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Has Economic Analysis Improved Regulatory Decisions?

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  • Robert W. Hahn
  • Paul C. Tetlock

Abstract

In response to the increasing impact of regulation, several governments have introduced economic analysis as a way of trying to improve regulatory policy. This paper provides a comprehensive assessment of government-supported economic analysis of regulation. We find that there is growing interest in the use of economic tools, such as benefit-cost analysis; however, the quality of analysis in the U.S. and European Union frequently fails to meet widely accepted guidelines. Furthermore, the relationship between analysis and policy decisions is tenuous. To address this situation, we recommend pursuing an agenda in which economics plays a more central role in regulatory decision making. In addition, we suggest that prediction markets could help improve regulatory policy and improve measurement of the impact of regulation.

Suggested Citation

  • Robert W. Hahn & Paul C. Tetlock, 2008. "Has Economic Analysis Improved Regulatory Decisions?," Journal of Economic Perspectives, American Economic Association, vol. 22(1), pages 67-84, Winter.
  • Handle: RePEc:aea:jecper:v:22:y:2008:i:1:p:67-84 Note: DOI: 10.1257/jep.22.1.67
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    References listed on IDEAS

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    Citations

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    Cited by:

    1. Dietz, Simon & Hepburn, Cameron, 2013. "Benefit–cost analysis of non-marginal climate and energy projects," Energy Economics, Elsevier, vol. 40(C), pages 61-71.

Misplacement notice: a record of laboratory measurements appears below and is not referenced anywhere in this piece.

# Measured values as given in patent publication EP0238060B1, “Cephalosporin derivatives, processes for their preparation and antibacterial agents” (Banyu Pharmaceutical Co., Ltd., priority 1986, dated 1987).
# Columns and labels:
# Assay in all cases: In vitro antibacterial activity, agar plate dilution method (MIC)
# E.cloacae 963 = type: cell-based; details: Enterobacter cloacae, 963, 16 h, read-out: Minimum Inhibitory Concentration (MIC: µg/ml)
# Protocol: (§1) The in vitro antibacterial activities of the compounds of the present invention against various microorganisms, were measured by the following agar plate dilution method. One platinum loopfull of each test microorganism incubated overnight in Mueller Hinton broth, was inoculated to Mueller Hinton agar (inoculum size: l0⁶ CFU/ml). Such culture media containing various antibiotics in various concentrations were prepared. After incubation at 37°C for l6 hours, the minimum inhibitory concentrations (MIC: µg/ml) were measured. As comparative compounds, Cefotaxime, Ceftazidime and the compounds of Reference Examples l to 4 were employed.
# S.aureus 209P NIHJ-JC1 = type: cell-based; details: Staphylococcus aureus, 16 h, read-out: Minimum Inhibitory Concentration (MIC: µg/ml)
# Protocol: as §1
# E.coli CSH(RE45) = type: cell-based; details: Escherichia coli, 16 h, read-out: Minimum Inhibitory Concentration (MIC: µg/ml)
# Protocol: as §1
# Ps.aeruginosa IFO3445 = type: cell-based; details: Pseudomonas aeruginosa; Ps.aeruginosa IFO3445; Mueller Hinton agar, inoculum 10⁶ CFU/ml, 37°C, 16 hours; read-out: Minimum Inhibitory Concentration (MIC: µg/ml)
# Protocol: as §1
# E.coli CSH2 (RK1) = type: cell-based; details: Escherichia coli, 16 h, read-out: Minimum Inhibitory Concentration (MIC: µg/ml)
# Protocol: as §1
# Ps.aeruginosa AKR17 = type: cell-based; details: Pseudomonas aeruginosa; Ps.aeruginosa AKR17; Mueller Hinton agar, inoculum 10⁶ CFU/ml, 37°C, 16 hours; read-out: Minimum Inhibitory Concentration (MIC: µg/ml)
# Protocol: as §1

2. Marette Stéphan & Roosen Jutta & Blanchemanche Sandrine, 2011. "The Combination of Lab and Field Experiments for Benefit-Cost Analysis," Journal of Benefit-Cost Analysis, De Gruyter, vol. 2(3), pages 1-36, August.
    3. Nyborg, Karine, 2014. "Project evaluation with democratic decision-making: What does cost–benefit analysis really measure?," Ecological Economics, Elsevier, vol. 106(C), pages 124-131.
    4. Hahn Robert, 2010. "Designing Smarter Regulation with Improved Benefit-Cost Analysis," Journal of Benefit-Cost Analysis, De Gruyter, vol. 1(1), pages 1-19, July.
    5. Walter Buhr, 2009. "Infrastructure of the Market Economy," Volkswirtschaftliche Diskussionsbeiträge 132-09, Universität Siegen, Fakultät Wirtschaftswissenschaften, Wirtschaftsinformatik und Wirtschaftsrecht.
    6. Robert w. Hahn & Robert A. Ritz, 2013. "Does the social Cost of Carbon Matter?: An Assessment of U.S. Policy," Cambridge Working Papers in Economics 1346, Faculty of Economics, University of Cambridge.
    7. Robert Hahn & Caroline Cecot, 2009. "The benefits and costs of ethanol: an evaluation of the government’s analysis," Journal of Regulatory Economics, Springer, vol. 35(3), pages 275-295, June.
    8. Michael Reksulak, 2010. "Antitrust public choice(s)," Public Choice, Springer, vol. 142(3), pages 423-428, March.
    9. Fernando, Estrada, 2013. "Ronald Coase 1910-2013, In memoriam," MPRA Paper 49558, University Library of Munich, Germany.
    10. Tasic Slavisa, 2011. "Are Regulators Rational?," Journal des Economistes et des Etudes Humaines, De Gruyter, vol. 17(1), pages 1-21, April.
    11. Robert W. Hahn & Robert A. Ritz, 2015. "Does the Social Cost of Carbon Matter? Evidence from US Policy," The Journal of Legal Studies, University of Chicago Press, pages 229-248.
    12. Juergen Jung & Michael Makowsky, 2014. "The determinants of federal and state enforcement of workplace safety regulations: OSHA inspections 1990–2010," Journal of Regulatory Economics, Springer, vol. 45(1), pages 1-33, February.

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